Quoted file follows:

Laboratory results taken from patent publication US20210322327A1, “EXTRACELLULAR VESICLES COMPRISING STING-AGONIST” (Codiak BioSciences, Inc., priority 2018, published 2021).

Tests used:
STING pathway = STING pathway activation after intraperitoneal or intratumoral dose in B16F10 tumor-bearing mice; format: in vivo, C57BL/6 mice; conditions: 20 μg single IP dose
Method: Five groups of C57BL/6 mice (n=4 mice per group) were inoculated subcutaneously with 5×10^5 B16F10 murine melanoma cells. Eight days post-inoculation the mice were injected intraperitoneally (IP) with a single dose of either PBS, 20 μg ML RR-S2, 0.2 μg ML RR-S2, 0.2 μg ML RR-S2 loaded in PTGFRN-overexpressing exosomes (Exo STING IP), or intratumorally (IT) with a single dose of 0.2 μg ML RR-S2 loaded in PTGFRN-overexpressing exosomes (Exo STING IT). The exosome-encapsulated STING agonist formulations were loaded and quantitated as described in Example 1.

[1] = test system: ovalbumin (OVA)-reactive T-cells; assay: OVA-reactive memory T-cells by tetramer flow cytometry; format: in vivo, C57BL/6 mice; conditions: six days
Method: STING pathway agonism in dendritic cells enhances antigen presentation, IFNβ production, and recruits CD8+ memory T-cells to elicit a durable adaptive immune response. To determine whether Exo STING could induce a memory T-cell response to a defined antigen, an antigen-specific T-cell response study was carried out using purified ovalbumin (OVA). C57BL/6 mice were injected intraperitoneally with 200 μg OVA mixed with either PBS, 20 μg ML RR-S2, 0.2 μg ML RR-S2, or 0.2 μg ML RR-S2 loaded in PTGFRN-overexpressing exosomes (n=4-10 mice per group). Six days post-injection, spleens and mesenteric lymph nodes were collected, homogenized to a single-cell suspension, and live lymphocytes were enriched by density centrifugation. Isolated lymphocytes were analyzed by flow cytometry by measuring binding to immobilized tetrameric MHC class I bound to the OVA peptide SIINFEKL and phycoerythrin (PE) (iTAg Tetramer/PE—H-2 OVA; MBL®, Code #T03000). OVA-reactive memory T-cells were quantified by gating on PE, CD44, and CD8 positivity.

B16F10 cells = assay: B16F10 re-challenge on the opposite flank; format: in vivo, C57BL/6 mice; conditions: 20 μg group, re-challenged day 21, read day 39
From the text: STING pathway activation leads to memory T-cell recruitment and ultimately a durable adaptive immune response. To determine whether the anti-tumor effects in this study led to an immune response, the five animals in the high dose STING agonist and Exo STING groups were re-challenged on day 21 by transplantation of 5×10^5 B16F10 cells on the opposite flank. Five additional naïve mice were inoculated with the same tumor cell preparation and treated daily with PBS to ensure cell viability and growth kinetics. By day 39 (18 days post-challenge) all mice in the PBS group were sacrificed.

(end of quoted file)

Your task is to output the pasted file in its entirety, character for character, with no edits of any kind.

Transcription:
Laboratory results taken from patent publication US20210322327A1, “EXTRACELLULAR VESICLES COMPRISING STING-AGONIST” (Codiak BioSciences, Inc., priority 2018, published 2021).

Tests used:
STING pathway = STING pathway activation after intraperitoneal or intratumoral dose in B16F10 tumor-bearing mice; format: in vivo, C57BL/6 mice; conditions: 20 μg single IP dose
Method: Five groups of C57BL/6 mice (n=4 mice per group) were inoculated subcutaneously with 5×10^5 B16F10 murine melanoma cells. Eight days post-inoculation the mice were injected intraperitoneally (IP) with a single dose of either PBS, 20 μg ML RR-S2, 0.2 μg ML RR-S2, 0.2 μg ML RR-S2 loaded in PTGFRN-overexpressing exosomes (Exo STING IP), or intratumorally (IT) with a single dose of 0.2 μg ML RR-S2 loaded in PTGFRN-overexpressing exosomes (Exo STING IT). The exosome-encapsulated STING agonist formulations were loaded and quantitated as described in Example 1.

[1] = test system: ovalbumin (OVA)-reactive T-cells; assay: OVA-reactive memory T-cells by tetramer flow cytometry; format: in vivo, C57BL/6 mice; conditions: six days
Method: STING pathway agonism in dendritic cells enhances antigen presentation, IFNβ production, and recruits CD8+ memory T-cells to elicit a durable adaptive immune response. To determine whether Exo STING could induce a memory T-cell response to a defined antigen, an antigen-specific T-cell response study was carried out using purified ovalbumin (OVA). C57BL/6 mice were injected intraperitoneally with 200 μg OVA mixed with either PBS, 20 μg ML RR-S2, 0.2 μg ML RR-S2, or 0.2 μg ML RR-S2 loaded in PTGFRN-overexpressing exosomes (n=4-10 mice per group). Six days post-injection, spleens and mesenteric lymph nodes were collected, homogenized to a single-cell suspension, and live lymphocytes were enriched by density centrifugation. Isolated lymphocytes were analyzed by flow cytometry by measuring binding to immobilized tetrameric MHC class I bound to the OVA peptide SIINFEKL and phycoerythrin (PE) (iTAg Tetramer/PE—H-2 OVA; MBL®, Code #T03000). OVA-reactive memory T-cells were quantified by gating on PE, CD44, and CD8 positivity.

B16F10 cells = assay: B16F10 re-challenge on the opposite flank; format: in vivo, C57BL/6 mice; conditions: 20 μg group, re-challenged day 21, read day 39
From the text: STING pathway activation leads to memory T-cell recruitment and ultimately a durable adaptive immune response. To determine whether the anti-tumor effects in this study led to an immune response, the five animals in the high dose STING agonist and Exo STING groups were re-challenged on day 21 by transplantation of 5×10^5 B16F10 cells on the opposite flank. Five additional naïve mice were inoculated with the same tumor cell preparation and treated daily with PBS to ensure cell viability and growth kinetics. By day 39 (18 days post-challenge) all mice in the PBS group were sacrificed.